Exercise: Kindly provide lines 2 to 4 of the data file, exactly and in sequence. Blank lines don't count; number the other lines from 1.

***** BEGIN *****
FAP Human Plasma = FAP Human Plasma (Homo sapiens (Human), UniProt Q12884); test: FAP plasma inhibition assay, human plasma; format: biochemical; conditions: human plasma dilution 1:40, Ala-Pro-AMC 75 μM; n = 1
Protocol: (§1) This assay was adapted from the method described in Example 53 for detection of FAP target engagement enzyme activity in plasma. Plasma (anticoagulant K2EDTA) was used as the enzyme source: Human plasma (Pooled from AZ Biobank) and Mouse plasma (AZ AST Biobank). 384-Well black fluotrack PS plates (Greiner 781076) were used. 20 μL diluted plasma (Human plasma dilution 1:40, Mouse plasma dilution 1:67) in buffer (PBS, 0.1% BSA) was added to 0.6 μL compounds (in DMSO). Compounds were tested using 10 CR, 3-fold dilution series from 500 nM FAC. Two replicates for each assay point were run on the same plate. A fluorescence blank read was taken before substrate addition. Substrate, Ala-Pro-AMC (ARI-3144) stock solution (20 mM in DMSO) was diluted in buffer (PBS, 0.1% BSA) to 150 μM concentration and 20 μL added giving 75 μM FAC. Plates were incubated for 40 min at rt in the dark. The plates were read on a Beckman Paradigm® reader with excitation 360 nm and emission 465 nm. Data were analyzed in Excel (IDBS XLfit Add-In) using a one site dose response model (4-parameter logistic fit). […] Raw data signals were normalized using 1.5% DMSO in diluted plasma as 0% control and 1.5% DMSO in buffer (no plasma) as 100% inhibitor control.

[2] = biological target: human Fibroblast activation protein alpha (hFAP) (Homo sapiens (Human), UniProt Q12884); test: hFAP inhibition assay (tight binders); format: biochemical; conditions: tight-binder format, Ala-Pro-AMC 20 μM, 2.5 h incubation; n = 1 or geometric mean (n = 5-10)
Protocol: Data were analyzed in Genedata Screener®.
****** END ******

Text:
Protocol: (§1) This assay was adapted from the method described in Example 53 for detection of FAP target engagement enzyme activity in plasma. Plasma (anticoagulant K2EDTA) was used as the enzyme source: Human plasma (Pooled from AZ Biobank) and Mouse plasma (AZ AST Biobank). 384-Well black fluotrack PS plates (Greiner 781076) were used. 20 μL diluted plasma (Human plasma dilution 1:40, Mouse plasma dilution 1:67) in buffer (PBS, 0.1% BSA) was added to 0.6 μL compounds (in DMSO). Compounds were tested using 10 CR, 3-fold dilution series from 500 nM FAC. Two replicates for each assay point were run on the same plate. A fluorescence blank read was taken before substrate addition. Substrate, Ala-Pro-AMC (ARI-3144) stock solution (20 mM in DMSO) was diluted in buffer (PBS, 0.1% BSA) to 150 μM concentration and 20 μL added giving 75 μM FAC. Plates were incubated for 40 min at rt in the dark. The plates were read on a Beckman Paradigm® reader with excitation 360 nm and emission 465 nm. Data were analyzed in Excel (IDBS XLfit Add-In) using a one site dose response model (4-parameter logistic fit). […] Raw data signals were normalized using 1.5% DMSO in diluted plasma as 0% control and 1.5% DMSO in buffer (no plasma) as 100% inhibitor control.

[2] = biological target: human Fibroblast activation protein alpha (hFAP) (Homo sapiens (Human), UniProt Q12884); test: hFAP inhibition assay (tight binders); format: biochemical; conditions: tight-binder format, Ala-Pro-AMC 20 μM, 2.5 h incubation; n = 1 or geometric mean (n = 5-10)
Protocol: Data were analyzed in Genedata Screener®.